• Looks great. Good data visualisation can never be purely theoretical — an interesting visualisation which ‘breaks’ the rules can be more compelling than something more grounded in theory that looks boring or outdated. Vega-Lite looks modern and slick using the default settings, and is also themable.
  • Coherent ‘escape valves’ when Vega-Lite is not sufficiently flexible. Visualisation libraries involve a trade off between flexibility and ease of use. With most libraries, there are some customisations or chart types which are simply not possible, and the user has to resort to a learning a completely different tool (e.g. d3.js) to achieve their goals. Vega-Lite is is part of a more coherent set of abstractions. Users can fall back on the more verbose, but more customisable Vega syntax when Vega-Lite is not sufficient, and Vega will be instantly familiar. And both Vega and Vega-Lite share a range of core concepts with d3.js (an imperative language), which gives essentially unlimited flexibility. Coming to Vega-Lite from d3.js, I found that it immediately ‘made sense’ because of these shared concepts.
  • Web-enabled by default, and easy to host. It is trivial to embed Vega-Lite into any website, which can then be hosted on a static web host because data processing and interaction is all dealt with by the front-end. The ease of embedding charts has resulted in it being adopted within a number of high profile websites and tools, such as Wikipedia and Kibana. If you need to embed graphics elsewhere, you can convert them into a svg or high resolution png.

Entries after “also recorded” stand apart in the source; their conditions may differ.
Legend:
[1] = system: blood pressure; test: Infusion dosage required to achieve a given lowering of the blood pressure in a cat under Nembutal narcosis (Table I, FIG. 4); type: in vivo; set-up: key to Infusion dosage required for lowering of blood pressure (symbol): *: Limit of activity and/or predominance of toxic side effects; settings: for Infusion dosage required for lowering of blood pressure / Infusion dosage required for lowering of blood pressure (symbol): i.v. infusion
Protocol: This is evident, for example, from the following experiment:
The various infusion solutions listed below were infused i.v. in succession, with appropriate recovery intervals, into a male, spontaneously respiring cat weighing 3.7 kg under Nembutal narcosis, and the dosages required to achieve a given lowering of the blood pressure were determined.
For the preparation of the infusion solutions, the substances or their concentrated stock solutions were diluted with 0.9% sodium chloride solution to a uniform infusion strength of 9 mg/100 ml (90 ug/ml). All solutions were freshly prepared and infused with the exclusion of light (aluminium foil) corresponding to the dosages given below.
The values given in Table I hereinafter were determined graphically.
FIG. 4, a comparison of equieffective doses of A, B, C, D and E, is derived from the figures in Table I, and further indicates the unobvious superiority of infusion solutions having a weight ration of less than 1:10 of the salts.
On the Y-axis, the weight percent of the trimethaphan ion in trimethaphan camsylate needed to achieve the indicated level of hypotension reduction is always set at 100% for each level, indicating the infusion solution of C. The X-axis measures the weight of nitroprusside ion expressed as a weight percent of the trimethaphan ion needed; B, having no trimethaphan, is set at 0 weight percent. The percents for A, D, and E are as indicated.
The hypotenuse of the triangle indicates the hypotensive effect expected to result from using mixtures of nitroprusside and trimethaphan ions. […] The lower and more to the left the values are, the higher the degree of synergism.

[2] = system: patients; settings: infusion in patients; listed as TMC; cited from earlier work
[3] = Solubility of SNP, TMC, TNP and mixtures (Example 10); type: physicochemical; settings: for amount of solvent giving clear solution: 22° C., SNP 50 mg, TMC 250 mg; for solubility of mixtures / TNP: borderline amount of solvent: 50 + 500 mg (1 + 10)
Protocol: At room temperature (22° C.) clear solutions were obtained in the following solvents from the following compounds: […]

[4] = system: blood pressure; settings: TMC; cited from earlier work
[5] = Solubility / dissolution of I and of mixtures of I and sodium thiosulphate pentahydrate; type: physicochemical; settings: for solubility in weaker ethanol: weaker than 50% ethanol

• Vega-Lite charts are easy to incorporate into more complex webapps. Vega View provides hooks so that Vega-Lite charts can be modified by external events, and also means that charts can expose events to other parts of the website. This means that user interaction with a chart can drive the behaviour of other parts of your website.
  • GUIs and other spec generation tools. Voyager2 is visualisation recommendation tool which will allow the user to build specs using point-and-click, or will automatically build a range of Vega charts based on a dataset. Draco is a cutting edge visualisation recommendation tool that won the InfoVis 2018 Best Paper Award, that suggests specs based optimising ease of visual perception. Lyra provide a GUI in which users can create heavily customised charts using point-and-click drawing tools.